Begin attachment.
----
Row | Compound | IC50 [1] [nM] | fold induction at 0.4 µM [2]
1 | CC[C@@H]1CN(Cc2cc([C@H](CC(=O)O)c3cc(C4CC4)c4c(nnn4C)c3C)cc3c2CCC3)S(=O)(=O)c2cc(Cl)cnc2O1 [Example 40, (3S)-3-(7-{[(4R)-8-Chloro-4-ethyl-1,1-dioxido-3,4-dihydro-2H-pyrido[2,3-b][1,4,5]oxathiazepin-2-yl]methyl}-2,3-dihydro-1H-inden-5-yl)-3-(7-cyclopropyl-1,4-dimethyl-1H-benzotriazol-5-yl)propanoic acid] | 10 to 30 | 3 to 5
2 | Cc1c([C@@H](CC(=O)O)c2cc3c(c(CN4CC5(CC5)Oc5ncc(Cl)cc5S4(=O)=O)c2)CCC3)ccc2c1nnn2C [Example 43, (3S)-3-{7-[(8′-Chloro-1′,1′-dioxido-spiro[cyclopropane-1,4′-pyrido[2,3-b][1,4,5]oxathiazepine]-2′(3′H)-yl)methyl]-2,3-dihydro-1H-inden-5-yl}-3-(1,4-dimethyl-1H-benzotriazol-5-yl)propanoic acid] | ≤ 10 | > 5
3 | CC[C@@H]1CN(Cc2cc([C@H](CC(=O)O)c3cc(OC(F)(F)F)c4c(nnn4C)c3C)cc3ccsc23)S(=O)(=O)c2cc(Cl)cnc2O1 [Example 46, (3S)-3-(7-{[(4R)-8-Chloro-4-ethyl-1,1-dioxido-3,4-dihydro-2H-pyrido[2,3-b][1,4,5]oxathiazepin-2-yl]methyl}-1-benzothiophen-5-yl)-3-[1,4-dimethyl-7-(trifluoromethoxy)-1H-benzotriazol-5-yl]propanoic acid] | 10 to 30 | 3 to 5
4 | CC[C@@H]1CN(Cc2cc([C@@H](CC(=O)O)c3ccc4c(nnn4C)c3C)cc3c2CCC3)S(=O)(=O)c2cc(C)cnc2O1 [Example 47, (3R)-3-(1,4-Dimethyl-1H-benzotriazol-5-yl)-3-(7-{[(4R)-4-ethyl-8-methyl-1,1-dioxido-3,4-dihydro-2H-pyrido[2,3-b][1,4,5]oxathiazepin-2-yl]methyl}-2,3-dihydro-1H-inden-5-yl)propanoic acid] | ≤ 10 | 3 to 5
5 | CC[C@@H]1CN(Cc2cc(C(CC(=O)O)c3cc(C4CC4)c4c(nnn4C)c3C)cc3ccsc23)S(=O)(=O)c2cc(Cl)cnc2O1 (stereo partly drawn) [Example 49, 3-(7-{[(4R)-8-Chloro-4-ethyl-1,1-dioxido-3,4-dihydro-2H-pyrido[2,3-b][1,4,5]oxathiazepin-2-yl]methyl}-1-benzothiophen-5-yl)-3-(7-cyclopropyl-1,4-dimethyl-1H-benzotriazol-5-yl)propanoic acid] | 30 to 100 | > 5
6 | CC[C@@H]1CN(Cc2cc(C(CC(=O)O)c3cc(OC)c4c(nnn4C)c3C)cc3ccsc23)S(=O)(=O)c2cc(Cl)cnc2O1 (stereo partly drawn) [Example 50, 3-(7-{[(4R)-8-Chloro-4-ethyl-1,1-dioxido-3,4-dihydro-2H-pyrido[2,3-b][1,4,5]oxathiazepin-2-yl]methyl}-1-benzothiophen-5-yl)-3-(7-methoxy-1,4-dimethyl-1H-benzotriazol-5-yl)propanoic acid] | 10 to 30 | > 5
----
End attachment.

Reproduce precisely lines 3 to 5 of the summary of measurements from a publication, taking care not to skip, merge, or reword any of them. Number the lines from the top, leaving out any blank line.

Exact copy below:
2 | Cc1c([C@@H](CC(=O)O)c2cc3c(c(CN4CC5(CC5)Oc5ncc(Cl)cc5S4(=O)=O)c2)CCC3)ccc2c1nnn2C [Example 43, (3S)-3-{7-[(8′-Chloro-1′,1′-dioxido-spiro[cyclopropane-1,4′-pyrido[2,3-b][1,4,5]oxathiazepine]-2′(3′H)-yl)methyl]-2,3-dihydro-1H-inden-5-yl}-3-(1,4-dimethyl-1H-benzotriazol-5-yl)propanoic acid] | ≤ 10 | > 5
3 | CC[C@@H]1CN(Cc2cc([C@H](CC(=O)O)c3cc(OC(F)(F)F)c4c(nnn4C)c3C)cc3ccsc23)S(=O)(=O)c2cc(Cl)cnc2O1 [Example 46, (3S)-3-(7-{[(4R)-8-Chloro-4-ethyl-1,1-dioxido-3,4-dihydro-2H-pyrido[2,3-b][1,4,5]oxathiazepin-2-yl]methyl}-1-benzothiophen-5-yl)-3-[1,4-dimethyl-7-(trifluoromethoxy)-1H-benzotriazol-5-yl]propanoic acid] | 10 to 30 | 3 to 5
4 | CC[C@@H]1CN(Cc2cc([C@@H](CC(=O)O)c3ccc4c(nnn4C)c3C)cc3c2CCC3)S(=O)(=O)c2cc(C)cnc2O1 [Example 47, (3R)-3-(1,4-Dimethyl-1H-benzotriazol-5-yl)-3-(7-{[(4R)-4-ethyl-8-methyl-1,1-dioxido-3,4-dihydro-2H-pyrido[2,3-b][1,4,5]oxathiazepin-2-yl]methyl}-2,3-dihydro-1H-inden-5-yl)propanoic acid] | ≤ 10 | 3 to 5